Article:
The benefits of thinking ahead when it comes to what you want are pretty clear. For instance, buying a car, going on holiday and moving into a new apartment all within a six-month period mightn’t be financially doable, but if you spread those things out, they might be.
Saying ‘whatever’ to an emergency fund
Only one in four Aussies has the savings to stay afloat when faced with unforeseen circumstances4. And you don’t want a busted phone or car tyre, let alone a bad landlord or lover, leaving you financially stranded.
An emergency stash of cash could give you some peace of mind and reduce the need to apply for a loan or ask someone you know for a handout.
Avoiding the money talk with your partner
Nearly one in three Australians in a relationship claims they fight about money at least once a month5.
So, before you set up joint accounts or make a big purchase together, think about how you’ll both contribute. And, if you’re planning on moving in with that special someone, make sure you’re also across what happens to your finances if you split up with a de facto.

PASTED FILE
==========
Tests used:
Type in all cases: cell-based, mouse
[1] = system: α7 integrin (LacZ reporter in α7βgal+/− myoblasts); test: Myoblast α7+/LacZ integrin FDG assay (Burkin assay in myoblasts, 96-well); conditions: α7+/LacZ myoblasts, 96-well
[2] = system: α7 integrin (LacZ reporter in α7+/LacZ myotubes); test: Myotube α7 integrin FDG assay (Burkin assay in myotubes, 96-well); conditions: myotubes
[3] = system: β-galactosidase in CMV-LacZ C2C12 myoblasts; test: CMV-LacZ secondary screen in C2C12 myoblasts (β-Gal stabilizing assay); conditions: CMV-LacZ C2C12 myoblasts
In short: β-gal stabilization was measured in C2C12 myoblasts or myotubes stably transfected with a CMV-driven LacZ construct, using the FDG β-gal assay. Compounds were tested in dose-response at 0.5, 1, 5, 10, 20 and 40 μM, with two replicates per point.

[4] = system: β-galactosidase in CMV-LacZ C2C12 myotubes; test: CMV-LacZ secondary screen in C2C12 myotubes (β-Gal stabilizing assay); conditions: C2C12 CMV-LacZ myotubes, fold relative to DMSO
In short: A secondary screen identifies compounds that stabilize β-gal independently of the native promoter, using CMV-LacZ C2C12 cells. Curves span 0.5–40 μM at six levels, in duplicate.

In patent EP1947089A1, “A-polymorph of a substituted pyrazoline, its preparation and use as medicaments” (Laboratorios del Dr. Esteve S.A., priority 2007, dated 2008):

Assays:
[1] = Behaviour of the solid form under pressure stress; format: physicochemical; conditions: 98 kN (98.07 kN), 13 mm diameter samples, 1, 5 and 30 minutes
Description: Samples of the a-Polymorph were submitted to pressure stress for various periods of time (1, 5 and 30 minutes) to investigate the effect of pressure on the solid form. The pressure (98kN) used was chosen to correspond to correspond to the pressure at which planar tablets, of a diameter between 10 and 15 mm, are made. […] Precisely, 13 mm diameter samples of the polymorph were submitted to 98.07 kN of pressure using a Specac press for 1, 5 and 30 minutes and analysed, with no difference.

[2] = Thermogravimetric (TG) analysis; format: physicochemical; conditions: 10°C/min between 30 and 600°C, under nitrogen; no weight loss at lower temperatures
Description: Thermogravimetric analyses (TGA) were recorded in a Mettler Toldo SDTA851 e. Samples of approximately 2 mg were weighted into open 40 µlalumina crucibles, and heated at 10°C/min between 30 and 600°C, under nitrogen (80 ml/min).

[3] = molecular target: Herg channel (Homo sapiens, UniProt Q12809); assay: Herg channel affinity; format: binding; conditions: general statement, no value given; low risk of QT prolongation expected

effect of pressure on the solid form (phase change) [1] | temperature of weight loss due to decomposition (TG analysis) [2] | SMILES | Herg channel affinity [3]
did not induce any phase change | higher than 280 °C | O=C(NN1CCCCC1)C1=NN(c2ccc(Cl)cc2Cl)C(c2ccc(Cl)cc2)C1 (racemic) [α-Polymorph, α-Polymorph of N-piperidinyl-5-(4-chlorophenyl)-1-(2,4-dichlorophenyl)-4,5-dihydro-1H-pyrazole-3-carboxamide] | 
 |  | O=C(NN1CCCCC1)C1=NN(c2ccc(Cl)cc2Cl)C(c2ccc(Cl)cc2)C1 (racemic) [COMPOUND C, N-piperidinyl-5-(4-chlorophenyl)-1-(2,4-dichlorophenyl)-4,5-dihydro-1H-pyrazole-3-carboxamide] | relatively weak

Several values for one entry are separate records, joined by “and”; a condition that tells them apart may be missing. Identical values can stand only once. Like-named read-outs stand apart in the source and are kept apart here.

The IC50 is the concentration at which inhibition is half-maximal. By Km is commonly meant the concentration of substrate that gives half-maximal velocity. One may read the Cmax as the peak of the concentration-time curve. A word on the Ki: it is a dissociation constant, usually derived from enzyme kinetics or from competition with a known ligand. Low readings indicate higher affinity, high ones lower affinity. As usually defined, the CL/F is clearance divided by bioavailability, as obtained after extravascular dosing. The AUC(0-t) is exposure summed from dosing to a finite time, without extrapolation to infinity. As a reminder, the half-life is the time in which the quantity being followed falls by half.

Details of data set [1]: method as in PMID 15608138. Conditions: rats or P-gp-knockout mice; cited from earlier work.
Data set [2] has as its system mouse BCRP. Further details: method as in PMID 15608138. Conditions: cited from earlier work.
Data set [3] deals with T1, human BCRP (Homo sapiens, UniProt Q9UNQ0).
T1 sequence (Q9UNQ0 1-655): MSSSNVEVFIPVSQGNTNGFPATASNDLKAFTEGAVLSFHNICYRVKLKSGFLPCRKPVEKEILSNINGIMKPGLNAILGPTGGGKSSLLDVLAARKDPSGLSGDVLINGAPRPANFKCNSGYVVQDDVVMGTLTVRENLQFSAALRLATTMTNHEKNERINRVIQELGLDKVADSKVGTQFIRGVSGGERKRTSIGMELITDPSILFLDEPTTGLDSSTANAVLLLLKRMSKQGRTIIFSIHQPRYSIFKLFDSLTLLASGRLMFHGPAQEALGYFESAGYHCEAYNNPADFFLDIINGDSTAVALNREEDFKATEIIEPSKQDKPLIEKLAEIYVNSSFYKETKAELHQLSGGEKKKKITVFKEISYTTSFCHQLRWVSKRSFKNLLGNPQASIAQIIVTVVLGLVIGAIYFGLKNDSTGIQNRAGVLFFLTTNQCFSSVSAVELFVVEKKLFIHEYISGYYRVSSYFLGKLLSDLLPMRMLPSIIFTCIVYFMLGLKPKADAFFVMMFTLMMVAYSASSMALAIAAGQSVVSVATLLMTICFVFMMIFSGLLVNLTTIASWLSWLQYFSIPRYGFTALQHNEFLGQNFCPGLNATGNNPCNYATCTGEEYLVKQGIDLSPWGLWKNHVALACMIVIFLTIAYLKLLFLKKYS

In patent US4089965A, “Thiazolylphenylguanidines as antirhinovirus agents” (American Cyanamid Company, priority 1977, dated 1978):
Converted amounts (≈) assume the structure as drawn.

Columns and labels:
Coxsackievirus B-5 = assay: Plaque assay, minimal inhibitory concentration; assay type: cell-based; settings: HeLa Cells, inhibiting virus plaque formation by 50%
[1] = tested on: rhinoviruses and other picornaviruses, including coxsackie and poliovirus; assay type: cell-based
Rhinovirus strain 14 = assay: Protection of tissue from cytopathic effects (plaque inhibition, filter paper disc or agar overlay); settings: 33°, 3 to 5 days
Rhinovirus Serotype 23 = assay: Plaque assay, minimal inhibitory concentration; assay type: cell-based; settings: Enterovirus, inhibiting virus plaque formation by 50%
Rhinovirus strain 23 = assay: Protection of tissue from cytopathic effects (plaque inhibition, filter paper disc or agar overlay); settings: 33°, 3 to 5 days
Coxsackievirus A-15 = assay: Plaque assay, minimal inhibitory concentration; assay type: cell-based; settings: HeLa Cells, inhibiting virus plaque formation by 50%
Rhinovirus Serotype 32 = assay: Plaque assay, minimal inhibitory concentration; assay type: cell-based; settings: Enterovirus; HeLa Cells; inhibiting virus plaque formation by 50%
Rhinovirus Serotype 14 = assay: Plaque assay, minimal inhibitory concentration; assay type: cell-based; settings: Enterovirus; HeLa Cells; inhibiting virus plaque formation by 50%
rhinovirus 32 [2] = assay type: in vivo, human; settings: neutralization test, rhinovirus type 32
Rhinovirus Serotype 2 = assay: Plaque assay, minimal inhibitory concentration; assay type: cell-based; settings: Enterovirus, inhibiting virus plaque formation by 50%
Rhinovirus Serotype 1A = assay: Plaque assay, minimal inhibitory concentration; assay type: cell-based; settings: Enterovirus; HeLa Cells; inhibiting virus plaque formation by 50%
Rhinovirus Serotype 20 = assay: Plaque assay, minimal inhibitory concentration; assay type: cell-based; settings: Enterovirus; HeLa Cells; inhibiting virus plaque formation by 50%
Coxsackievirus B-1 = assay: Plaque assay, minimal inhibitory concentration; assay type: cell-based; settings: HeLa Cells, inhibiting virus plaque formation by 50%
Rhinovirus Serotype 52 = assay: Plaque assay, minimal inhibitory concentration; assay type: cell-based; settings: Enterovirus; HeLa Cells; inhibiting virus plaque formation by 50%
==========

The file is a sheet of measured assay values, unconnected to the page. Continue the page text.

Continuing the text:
Spending a fortune on the wedding
The average wedding today costs around $36,200, with 60% taking out a loan and 18% using their credit card6.
To avoid blowing your budget, start saving, talk to your partner (and parents if they’re involved), write down what you can afford, get quotes, and look at how many and who’ll be on your guest list early.
Being blasé about protection
There will be people who’ll inevitably suffer from an unforeseen event that will leave them incapable of working at some point in their lifetime.
While you may choose to go without insurance to save money, for a number of people it may be affordable through monthly premiums or paying out of their super money, but do your research.
Choosing a property that's not within your means